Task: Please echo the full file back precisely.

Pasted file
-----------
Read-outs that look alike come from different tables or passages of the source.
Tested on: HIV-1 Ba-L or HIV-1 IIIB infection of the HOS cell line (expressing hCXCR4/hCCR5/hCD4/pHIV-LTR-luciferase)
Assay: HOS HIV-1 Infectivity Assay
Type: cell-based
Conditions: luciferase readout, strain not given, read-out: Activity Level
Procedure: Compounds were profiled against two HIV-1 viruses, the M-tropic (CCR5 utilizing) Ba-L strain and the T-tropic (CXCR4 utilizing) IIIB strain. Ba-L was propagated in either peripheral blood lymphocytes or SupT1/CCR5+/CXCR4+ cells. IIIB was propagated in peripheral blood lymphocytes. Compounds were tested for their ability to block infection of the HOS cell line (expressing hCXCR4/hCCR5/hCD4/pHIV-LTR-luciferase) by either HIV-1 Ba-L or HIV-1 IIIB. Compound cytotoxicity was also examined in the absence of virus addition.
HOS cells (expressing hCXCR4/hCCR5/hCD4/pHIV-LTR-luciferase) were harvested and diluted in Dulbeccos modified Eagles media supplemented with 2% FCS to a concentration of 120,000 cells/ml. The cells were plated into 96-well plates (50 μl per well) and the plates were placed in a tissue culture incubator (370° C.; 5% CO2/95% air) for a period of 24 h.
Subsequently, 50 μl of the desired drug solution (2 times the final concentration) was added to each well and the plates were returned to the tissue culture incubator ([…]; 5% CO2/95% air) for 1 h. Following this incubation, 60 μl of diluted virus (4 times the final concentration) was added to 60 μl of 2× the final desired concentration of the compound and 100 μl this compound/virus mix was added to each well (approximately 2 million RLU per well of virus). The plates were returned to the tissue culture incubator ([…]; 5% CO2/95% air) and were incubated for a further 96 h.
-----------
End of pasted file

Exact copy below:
Read-outs that look alike come from different tables or passages of the source.
Tested on: HIV-1 Ba-L or HIV-1 IIIB infection of the HOS cell line (expressing hCXCR4/hCCR5/hCD4/pHIV-LTR-luciferase)
Assay: HOS HIV-1 Infectivity Assay
Type: cell-based
Conditions: luciferase readout, strain not given, read-out: Activity Level
Procedure: Compounds were profiled against two HIV-1 viruses, the M-tropic (CCR5 utilizing) Ba-L strain and the T-tropic (CXCR4 utilizing) IIIB strain. Ba-L was propagated in either peripheral blood lymphocytes or SupT1/CCR5+/CXCR4+ cells. IIIB was propagated in peripheral blood lymphocytes. Compounds were tested for their ability to block infection of the HOS cell line (expressing hCXCR4/hCCR5/hCD4/pHIV-LTR-luciferase) by either HIV-1 Ba-L or HIV-1 IIIB. Compound cytotoxicity was also examined in the absence of virus addition.
HOS cells (expressing hCXCR4/hCCR5/hCD4/pHIV-LTR-luciferase) were harvested and diluted in Dulbeccos modified Eagles media supplemented with 2% FCS to a concentration of 120,000 cells/ml. The cells were plated into 96-well plates (50 μl per well) and the plates were placed in a tissue culture incubator (370° C.; 5% CO2/95% air) for a period of 24 h.
Subsequently, 50 μl of the desired drug solution (2 times the final concentration) was added to each well and the plates were returned to the tissue culture incubator ([…]; 5% CO2/95% air) for 1 h. Following this incubation, 60 μl of diluted virus (4 times the final concentration) was added to 60 μl of 2× the final desired concentration of the compound and 100 μl this compound/virus mix was added to each well (approximately 2 million RLU per well of virus). The plates were returned to the tissue culture incubator ([…]; 5% CO2/95% air) and were incubated for a further 96 h.